I used to be a pretty handy distance runner but knee issues sent me onto the bike. I am considering having one last stab at returning to it now I have more leg muscle and hopefully better knee support and tracking. Any sensible advice other than easing yourself back into it? But you can forget that bonkers barefoot lark.Posted 4 years agoMidlandTrailquestsGrahamMember
Only a personal anecdote, although I’m sure I’ve heard it elsewhere, but being a cyclist can be a disadvantage when taking up running.
I find I’m very prone to calf muscle tears.
Cyclists have got the strength and fitness for running, but not all the smaller support muscles.
Cycling is a bit like using the weights machines at the gym, running is more like free weights.
Build up slowly. Don’t go by how tired you feel, go by how tired an unfit person would feel.Posted 4 years ago
Give yourself a chance to build up those smaller support muscles, the ones you don’t even notice are there until you injure them.theotherjonvSubscriber
Yep, I used to run and then took up cycling as a response to knee pain. 20 years on, I went back and on the basis I can ride for 4 hours easily, figured all the advice about starting with a 15 minute walk run walk run didn’t apply. After several painful weeks with calf tears and general stiffness I swallowed my pride and did what the website recommended,and now can run pain free again.Posted 4 years agojonathanSubscriber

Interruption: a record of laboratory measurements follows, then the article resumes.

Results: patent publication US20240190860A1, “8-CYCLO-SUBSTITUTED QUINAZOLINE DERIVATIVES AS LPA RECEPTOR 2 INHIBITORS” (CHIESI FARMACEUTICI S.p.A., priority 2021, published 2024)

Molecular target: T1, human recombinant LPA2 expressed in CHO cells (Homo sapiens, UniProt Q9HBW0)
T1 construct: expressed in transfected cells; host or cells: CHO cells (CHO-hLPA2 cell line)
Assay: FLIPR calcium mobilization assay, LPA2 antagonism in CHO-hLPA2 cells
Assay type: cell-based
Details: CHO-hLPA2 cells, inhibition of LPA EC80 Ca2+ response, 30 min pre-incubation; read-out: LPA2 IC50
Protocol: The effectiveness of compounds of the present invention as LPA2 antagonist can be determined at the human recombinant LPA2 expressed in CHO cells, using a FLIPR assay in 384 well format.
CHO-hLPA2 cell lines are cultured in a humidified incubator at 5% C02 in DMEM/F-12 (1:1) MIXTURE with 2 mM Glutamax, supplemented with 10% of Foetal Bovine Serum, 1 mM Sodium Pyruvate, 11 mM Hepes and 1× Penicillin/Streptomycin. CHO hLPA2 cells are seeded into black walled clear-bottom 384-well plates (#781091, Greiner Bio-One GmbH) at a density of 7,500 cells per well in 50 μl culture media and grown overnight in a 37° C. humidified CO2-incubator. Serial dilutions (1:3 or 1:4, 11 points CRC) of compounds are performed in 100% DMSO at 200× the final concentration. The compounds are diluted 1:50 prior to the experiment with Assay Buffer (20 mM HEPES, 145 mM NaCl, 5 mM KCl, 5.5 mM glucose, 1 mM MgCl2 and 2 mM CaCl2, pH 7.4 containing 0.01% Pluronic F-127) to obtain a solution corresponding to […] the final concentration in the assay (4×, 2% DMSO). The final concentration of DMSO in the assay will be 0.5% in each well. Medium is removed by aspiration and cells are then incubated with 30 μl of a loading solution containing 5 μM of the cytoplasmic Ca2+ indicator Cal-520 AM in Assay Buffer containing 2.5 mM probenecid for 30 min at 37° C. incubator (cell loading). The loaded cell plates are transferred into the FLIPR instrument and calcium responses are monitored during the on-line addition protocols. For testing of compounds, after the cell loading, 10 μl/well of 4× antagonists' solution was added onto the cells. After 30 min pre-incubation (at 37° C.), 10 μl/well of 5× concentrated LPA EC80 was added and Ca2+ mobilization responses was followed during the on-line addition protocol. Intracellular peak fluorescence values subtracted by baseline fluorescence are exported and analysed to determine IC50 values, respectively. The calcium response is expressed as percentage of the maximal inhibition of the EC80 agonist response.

I’ve done the “getting back into running” thing a few times, and it’s got harder and harder as I’ve got older!
This year was the worst, ran a bit last year, ran a couple of times earlier in the year and it felt fine, so bang into some 10k runs and checking times. Cue 6 weeks not running!
Back into it again with much lower sights, some regular but ridiculously slow 5k runs, gradually building to a slow but steady 10k was comfy, then increased the speed. Obviously you know that’s what you’re supposed to do, but just thought I’d quote it for truth 😉Posted 4 years agocuriousyellowSubscriber
I found resistance training helped a lot before easing back into running after over 3 years away from it. Was always a short-middle distance (5-10km) runner. I did a lot of squats, lunges, leg presses and deadlifts. I started with a gentle 3km after 6 gym sessions over 2 weeks. Not going crazy, just over 5 minute/km pace even down to 5:30m/km pace at times. Steadily bumped up the distance over a few weeks and I can now run over 15km. It took 5 months to get here, including a month off for an injury.